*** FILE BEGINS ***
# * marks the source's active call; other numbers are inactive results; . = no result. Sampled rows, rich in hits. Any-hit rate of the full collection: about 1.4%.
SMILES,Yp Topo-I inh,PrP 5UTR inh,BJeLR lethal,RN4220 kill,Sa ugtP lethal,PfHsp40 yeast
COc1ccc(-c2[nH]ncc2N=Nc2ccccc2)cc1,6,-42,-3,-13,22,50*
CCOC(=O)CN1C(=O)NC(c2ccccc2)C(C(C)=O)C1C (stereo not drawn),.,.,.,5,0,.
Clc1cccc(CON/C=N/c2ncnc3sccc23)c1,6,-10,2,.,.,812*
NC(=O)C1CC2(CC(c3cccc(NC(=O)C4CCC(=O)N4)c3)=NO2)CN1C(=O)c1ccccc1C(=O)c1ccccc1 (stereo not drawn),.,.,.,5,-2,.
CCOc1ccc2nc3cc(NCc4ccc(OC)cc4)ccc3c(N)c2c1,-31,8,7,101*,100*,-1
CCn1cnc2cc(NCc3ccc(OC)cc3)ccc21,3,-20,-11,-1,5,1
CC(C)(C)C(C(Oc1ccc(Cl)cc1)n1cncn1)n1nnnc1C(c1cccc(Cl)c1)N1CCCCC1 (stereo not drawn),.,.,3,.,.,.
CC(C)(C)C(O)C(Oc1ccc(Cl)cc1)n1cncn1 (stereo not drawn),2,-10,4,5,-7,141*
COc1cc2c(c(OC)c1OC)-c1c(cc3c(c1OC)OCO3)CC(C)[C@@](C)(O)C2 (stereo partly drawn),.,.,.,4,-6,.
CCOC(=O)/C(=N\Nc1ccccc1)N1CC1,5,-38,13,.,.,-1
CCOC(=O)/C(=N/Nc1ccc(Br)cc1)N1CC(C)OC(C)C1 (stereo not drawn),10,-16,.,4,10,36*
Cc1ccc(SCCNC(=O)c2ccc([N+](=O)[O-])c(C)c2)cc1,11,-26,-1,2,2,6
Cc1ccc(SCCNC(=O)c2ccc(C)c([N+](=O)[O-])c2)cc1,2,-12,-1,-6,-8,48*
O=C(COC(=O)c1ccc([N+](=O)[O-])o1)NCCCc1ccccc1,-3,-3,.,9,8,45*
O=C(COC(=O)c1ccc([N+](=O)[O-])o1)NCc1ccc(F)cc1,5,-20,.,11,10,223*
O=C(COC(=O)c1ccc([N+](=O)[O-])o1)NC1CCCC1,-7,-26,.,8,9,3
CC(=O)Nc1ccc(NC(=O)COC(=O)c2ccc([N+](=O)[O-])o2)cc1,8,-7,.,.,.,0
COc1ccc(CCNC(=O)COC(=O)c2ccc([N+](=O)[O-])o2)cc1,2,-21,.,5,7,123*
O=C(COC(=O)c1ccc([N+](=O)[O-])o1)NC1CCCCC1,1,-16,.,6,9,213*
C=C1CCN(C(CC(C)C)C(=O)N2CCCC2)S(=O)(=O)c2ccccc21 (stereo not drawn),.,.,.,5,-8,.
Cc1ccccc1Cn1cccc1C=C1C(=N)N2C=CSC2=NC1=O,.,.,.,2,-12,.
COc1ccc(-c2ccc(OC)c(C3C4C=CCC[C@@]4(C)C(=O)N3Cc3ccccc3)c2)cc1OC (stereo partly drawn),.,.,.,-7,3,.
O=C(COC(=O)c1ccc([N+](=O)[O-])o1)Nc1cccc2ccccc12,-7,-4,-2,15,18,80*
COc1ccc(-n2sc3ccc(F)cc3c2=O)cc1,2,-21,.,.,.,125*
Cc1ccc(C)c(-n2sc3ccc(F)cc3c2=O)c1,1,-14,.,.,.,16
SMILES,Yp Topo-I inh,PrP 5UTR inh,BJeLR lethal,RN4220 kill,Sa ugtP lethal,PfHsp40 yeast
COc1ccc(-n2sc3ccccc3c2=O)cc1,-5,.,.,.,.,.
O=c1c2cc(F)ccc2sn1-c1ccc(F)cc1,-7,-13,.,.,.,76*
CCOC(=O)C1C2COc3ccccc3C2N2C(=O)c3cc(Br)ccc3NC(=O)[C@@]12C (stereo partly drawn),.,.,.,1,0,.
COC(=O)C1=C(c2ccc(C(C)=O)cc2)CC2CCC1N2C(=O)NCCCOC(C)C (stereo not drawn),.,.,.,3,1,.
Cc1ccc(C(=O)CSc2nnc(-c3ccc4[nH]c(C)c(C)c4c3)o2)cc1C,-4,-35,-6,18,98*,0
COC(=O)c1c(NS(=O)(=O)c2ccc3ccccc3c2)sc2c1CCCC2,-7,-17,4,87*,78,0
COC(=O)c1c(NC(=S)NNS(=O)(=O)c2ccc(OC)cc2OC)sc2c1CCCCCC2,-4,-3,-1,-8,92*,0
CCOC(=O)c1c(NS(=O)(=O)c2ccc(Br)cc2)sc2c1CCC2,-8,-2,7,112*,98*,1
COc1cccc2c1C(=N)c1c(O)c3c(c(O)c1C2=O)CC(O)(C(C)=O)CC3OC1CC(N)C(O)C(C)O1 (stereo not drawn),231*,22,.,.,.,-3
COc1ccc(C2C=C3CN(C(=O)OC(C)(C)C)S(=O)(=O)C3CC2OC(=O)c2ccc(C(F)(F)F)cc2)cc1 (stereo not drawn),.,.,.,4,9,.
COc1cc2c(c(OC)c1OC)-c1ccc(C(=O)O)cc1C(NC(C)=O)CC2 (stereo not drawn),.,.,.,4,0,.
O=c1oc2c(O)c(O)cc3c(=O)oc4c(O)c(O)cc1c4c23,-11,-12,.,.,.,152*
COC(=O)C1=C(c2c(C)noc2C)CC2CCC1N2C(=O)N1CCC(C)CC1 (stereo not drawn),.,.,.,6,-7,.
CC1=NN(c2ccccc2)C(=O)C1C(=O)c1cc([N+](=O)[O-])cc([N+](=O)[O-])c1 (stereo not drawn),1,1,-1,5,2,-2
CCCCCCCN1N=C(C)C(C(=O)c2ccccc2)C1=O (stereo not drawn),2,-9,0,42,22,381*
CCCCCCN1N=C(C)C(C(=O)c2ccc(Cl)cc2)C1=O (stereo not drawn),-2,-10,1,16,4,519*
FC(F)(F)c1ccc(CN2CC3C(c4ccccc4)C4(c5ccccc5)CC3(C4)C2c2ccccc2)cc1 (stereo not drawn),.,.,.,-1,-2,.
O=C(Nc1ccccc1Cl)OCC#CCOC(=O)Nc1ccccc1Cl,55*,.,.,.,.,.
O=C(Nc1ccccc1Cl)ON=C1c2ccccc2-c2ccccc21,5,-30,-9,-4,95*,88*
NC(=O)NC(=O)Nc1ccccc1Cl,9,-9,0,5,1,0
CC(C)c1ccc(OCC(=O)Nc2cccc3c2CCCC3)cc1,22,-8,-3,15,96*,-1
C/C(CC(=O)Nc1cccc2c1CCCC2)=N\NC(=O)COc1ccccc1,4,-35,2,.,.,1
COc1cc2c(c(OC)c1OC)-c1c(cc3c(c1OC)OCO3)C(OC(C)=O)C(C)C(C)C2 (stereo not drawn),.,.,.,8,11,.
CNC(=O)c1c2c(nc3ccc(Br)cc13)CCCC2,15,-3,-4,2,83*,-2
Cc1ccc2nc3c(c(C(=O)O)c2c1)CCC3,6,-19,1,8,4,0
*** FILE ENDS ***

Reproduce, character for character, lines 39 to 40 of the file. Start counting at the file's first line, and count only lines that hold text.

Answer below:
COc1cc2c(c(OC)c1OC)-c1ccc(C(=O)O)cc1C(NC(C)=O)CC2 (stereo not drawn),.,.,.,4,0,.
O=c1oc2c(O)c(O)cc3c(=O)oc4c(O)c(O)cc1c4c23,-11,-12,.,.,.,152*